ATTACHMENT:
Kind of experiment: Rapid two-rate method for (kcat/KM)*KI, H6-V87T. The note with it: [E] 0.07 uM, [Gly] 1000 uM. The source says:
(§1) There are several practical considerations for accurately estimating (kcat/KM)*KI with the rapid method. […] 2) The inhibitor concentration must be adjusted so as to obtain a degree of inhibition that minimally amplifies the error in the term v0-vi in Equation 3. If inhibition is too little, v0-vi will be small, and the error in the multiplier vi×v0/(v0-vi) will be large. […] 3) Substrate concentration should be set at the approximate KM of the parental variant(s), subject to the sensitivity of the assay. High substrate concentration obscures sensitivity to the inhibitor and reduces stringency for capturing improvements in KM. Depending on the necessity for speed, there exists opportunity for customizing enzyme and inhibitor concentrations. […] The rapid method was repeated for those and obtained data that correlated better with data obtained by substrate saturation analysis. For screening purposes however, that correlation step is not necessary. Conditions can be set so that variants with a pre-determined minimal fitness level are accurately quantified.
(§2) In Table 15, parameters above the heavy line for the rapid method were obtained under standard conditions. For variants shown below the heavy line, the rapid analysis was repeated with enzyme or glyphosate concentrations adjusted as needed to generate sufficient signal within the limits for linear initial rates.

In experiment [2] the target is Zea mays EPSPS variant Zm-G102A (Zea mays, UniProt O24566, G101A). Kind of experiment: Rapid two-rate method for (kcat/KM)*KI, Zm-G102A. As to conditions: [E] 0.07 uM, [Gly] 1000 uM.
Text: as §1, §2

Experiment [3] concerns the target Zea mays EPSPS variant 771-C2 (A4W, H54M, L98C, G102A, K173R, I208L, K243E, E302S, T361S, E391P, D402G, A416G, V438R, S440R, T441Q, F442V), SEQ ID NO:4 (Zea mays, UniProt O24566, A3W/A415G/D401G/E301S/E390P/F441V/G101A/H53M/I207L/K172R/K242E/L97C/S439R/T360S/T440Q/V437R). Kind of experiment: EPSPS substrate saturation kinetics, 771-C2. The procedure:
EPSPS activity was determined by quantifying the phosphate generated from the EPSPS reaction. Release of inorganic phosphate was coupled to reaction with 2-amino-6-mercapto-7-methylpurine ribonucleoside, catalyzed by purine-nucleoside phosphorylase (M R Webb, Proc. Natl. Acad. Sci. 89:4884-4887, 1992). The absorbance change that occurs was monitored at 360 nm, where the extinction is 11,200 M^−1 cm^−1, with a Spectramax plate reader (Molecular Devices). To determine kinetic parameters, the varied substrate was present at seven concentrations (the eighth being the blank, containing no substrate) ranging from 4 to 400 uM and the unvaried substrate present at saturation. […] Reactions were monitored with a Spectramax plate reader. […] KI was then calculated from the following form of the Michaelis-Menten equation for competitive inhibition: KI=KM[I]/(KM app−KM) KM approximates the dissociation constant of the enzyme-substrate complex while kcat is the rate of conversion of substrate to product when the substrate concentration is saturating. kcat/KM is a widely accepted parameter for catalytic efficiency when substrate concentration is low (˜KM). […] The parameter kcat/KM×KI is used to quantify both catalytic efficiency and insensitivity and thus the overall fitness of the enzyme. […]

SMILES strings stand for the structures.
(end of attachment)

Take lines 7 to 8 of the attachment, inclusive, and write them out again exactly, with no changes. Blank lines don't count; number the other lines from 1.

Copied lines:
EPSPS activity was determined by quantifying the phosphate generated from the EPSPS reaction. Release of inorganic phosphate was coupled to reaction with 2-amino-6-mercapto-7-methylpurine ribonucleoside, catalyzed by purine-nucleoside phosphorylase (M R Webb, Proc. Natl. Acad. Sci. 89:4884-4887, 1992). The absorbance change that occurs was monitored at 360 nm, where the extinction is 11,200 M^−1 cm^−1, with a Spectramax plate reader (Molecular Devices). To determine kinetic parameters, the varied substrate was present at seven concentrations (the eighth being the blank, containing no substrate) ranging from 4 to 400 uM and the unvaried substrate present at saturation. […] Reactions were monitored with a Spectramax plate reader. […] KI was then calculated from the following form of the Michaelis-Menten equation for competitive inhibition: KI=KM[I]/(KM app−KM) KM approximates the dissociation constant of the enzyme-substrate complex while kcat is the rate of conversion of substrate to product when the substrate concentration is saturating. kcat/KM is a widely accepted parameter for catalytic efficiency when substrate concentration is low (˜KM). […] The parameter kcat/KM×KI is used to quantify both catalytic efficiency and insensitivity and thus the overall fitness of the enzyme. […]

SMILES strings stand for the structures.